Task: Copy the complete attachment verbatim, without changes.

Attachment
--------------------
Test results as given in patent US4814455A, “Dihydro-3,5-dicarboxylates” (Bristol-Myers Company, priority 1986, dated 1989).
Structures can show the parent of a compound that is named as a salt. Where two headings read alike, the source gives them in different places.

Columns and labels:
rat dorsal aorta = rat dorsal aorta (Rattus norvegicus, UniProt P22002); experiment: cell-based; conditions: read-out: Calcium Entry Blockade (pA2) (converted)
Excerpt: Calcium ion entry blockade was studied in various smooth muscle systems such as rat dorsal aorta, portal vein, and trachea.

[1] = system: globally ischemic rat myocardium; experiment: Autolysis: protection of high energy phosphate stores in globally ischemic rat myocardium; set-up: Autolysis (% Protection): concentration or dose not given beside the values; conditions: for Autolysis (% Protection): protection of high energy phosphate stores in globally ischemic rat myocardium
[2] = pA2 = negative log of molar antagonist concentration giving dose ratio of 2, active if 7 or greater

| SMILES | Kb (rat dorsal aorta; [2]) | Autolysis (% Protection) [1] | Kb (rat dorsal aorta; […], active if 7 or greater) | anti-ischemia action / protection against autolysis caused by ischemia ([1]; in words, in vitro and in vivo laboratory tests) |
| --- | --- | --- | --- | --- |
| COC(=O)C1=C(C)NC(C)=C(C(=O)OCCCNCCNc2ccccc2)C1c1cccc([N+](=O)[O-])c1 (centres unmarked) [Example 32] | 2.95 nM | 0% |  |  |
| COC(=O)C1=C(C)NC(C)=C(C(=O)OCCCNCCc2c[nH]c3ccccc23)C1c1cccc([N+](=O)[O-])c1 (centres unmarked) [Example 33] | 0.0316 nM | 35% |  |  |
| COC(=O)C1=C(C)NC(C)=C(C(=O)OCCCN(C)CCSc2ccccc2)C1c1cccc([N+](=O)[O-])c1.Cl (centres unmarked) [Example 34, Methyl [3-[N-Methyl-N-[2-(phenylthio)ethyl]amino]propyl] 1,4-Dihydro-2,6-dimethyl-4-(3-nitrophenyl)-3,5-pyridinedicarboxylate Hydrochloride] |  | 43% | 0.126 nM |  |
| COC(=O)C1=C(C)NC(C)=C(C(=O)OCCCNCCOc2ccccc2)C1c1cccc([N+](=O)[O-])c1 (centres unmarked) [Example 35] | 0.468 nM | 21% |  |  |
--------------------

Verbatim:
Test results as given in patent US4814455A, “Dihydro-3,5-dicarboxylates” (Bristol-Myers Company, priority 1986, dated 1989).
Structures can show the parent of a compound that is named as a salt. Where two headings read alike, the source gives them in different places.

Columns and labels:
rat dorsal aorta = rat dorsal aorta (Rattus norvegicus, UniProt P22002); experiment: cell-based; conditions: read-out: Calcium Entry Blockade (pA2) (converted)
Excerpt: Calcium ion entry blockade was studied in various smooth muscle systems such as rat dorsal aorta, portal vein, and trachea.

[1] = system: globally ischemic rat myocardium; experiment: Autolysis: protection of high energy phosphate stores in globally ischemic rat myocardium; set-up: Autolysis (% Protection): concentration or dose not given beside the values; conditions: for Autolysis (% Protection): protection of high energy phosphate stores in globally ischemic rat myocardium
[2] = pA2 = negative log of molar antagonist concentration giving dose ratio of 2, active if 7 or greater

| SMILES | Kb (rat dorsal aorta; [2]) | Autolysis (% Protection) [1] | Kb (rat dorsal aorta; […], active if 7 or greater) | anti-ischemia action / protection against autolysis caused by ischemia ([1]; in words, in vitro and in vivo laboratory tests) |
| --- | --- | --- | --- | --- |
| COC(=O)C1=C(C)NC(C)=C(C(=O)OCCCNCCNc2ccccc2)C1c1cccc([N+](=O)[O-])c1 (centres unmarked) [Example 32] | 2.95 nM | 0% |  |  |
| COC(=O)C1=C(C)NC(C)=C(C(=O)OCCCNCCc2c[nH]c3ccccc23)C1c1cccc([N+](=O)[O-])c1 (centres unmarked) [Example 33] | 0.0316 nM | 35% |  |  |
| COC(=O)C1=C(C)NC(C)=C(C(=O)OCCCN(C)CCSc2ccccc2)C1c1cccc([N+](=O)[O-])c1.Cl (centres unmarked) [Example 34, Methyl [3-[N-Methyl-N-[2-(phenylthio)ethyl]amino]propyl] 1,4-Dihydro-2,6-dimethyl-4-(3-nitrophenyl)-3,5-pyridinedicarboxylate Hydrochloride] |  | 43% | 0.126 nM |  |
| COC(=O)C1=C(C)NC(C)=C(C(=O)OCCCNCCOc2ccccc2)C1c1cccc([N+](=O)[O-])c1 (centres unmarked) [Example 35] | 0.468 nM | 21% |  |  |